Pilot Award Recipient: Deborah Goldstein, MD

HIV Treatment Cascade among Transgender Women in Washington, DC
July 26, 2017
Dr. Goldstein

The transfemale community, and especially transwomen of color, in Washington, DC bear a disproportionate burden of  HIV infection: 20% of transgendered people self-report being HIV-positive, which is nearly seven times the general population estimate of 3% for the District.  The study will assess health disparities in HIV treatment outcomes by proposing a retrospective chart review of the HIV continuum of care among Whitman Walker Health's (WWH) transfemale, HIV-positive population. To further focus efforts on this high risk population, the study will have a specific focus on transwomen of color and their participation in the HIV care continuum.

The HIV care continuum is an internationally recognized framework for evaluating the success of HIV care. The steps include diagnosis, linkage to care (LTC), retention in care (RiC), adherence to antiretroviral therapy (ART), and viral suppression (VS). Little is known about the HIV care continuum among transgender women, particularly among transwomen of color with HIV.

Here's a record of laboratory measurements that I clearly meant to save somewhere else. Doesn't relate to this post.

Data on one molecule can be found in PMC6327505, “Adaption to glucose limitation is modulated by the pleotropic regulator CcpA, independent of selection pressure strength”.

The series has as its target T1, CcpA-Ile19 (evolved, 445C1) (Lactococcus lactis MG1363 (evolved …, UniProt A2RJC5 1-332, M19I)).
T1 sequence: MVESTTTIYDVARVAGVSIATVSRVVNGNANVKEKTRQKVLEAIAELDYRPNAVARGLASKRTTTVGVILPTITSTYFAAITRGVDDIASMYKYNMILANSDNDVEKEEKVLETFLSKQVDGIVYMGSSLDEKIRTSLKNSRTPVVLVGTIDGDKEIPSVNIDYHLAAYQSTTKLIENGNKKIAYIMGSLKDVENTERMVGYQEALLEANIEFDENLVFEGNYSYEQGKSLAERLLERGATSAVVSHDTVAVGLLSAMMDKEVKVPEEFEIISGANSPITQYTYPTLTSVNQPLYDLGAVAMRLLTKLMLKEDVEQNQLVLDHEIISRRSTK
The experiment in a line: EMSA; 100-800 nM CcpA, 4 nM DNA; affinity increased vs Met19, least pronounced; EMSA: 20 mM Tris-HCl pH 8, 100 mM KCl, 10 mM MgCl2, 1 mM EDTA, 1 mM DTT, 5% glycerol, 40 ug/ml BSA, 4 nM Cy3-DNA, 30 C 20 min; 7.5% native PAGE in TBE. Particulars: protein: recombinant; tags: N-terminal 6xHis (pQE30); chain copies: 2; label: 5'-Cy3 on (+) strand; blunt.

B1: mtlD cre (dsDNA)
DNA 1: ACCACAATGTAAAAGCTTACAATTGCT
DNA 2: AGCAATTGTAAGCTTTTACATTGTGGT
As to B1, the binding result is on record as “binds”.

Most available data suggests significant health disparities between trans- and cis- populations, with significantly fewer transwomen receiving HIV care, receiving antiretrovirals, or reporting undetectable HIV viral loads than nontrans patients.  Social and political stigma and discrimination, legal and economic marginalization, violence, and gender abuse increase transfemales' vulnerability to HIV infection, and likely increase their risk of failure at each point along the HIV continum.

The researchers hypothesize that HIV-positive transwomen fall off the HIV care continuum at a higher rate than nontransgender patients resulting in a reduced proportion of these persons achieving HIV suppression. While the factors causing this suboptimal outcome are multiple, this is likely due to a combination of structural, health system and health literacy factors, as well as factors unique to transgender identity. A more detailed and informed understanding of these factors will assist HIV healthcare providers and healthcare systems improve health outcomes for these persons.

This pilot study will combine multiple analytic approaches.  It will describe key demographic characteristics of Whitman­ Walker Health's HIV-positive, transfemale population  and identify within this group a subgroup of HIV-positive transfemales of color. The study will then characterize the progressive steps of HIV care continuum among our HIV-positive transfemales along with a subgroup of HIV-positive transfemales of color.  Reserachers will perform a matched, case-control study to evaluate discrepancies occurring along the HIV care continuum between HIV-positive, transfemales and HIV+, nontransgender patients. They will explore the impact of provision of gender-affirming hormonal treatment as well as surgical referrals for gender transition on keeping HIV-positive transfemales engaged in the HIV care continuum.